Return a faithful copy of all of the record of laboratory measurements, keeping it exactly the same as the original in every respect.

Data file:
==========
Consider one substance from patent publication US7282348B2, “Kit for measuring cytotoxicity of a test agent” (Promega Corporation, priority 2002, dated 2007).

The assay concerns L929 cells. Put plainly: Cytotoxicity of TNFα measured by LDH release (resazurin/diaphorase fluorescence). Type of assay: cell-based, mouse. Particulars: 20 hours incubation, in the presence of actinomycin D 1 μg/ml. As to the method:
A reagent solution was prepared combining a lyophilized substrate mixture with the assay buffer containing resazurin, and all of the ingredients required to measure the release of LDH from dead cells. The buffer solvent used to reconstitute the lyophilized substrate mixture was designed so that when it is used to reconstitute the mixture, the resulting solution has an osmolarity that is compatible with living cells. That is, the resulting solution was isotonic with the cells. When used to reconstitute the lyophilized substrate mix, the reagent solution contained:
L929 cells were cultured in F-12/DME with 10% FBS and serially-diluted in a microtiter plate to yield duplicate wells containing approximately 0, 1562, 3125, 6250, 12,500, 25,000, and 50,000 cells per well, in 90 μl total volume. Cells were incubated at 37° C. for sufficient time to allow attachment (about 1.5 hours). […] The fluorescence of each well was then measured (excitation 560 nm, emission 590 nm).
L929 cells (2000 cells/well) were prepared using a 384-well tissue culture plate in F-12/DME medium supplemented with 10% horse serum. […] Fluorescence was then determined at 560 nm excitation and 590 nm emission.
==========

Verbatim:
Consider one substance from patent publication US7282348B2, “Kit for measuring cytotoxicity of a test agent” (Promega Corporation, priority 2002, dated 2007).

The assay concerns L929 cells. Put plainly: Cytotoxicity of TNFα measured by LDH release (resazurin/diaphorase fluorescence). Type of assay: cell-based, mouse. Particulars: 20 hours incubation, in the presence of actinomycin D 1 μg/ml. As to the method:
A reagent solution was prepared combining a lyophilized substrate mixture with the assay buffer containing resazurin, and all of the ingredients required to measure the release of LDH from dead cells. The buffer solvent used to reconstitute the lyophilized substrate mixture was designed so that when it is used to reconstitute the mixture, the resulting solution has an osmolarity that is compatible with living cells. That is, the resulting solution was isotonic with the cells. When used to reconstitute the lyophilized substrate mix, the reagent solution contained:
L929 cells were cultured in F-12/DME with 10% FBS and serially-diluted in a microtiter plate to yield duplicate wells containing approximately 0, 1562, 3125, 6250, 12,500, 25,000, and 50,000 cells per well, in 90 μl total volume. Cells were incubated at 37° C. for sufficient time to allow attachment (about 1.5 hours). […] The fluorescence of each well was then measured (excitation 560 nm, emission 590 nm).
L929 cells (2000 cells/well) were prepared using a 384-well tissue culture plate in F-12/DME medium supplemented with 10% horse serum. […] Fluorescence was then determined at 560 nm excitation and 590 nm emission.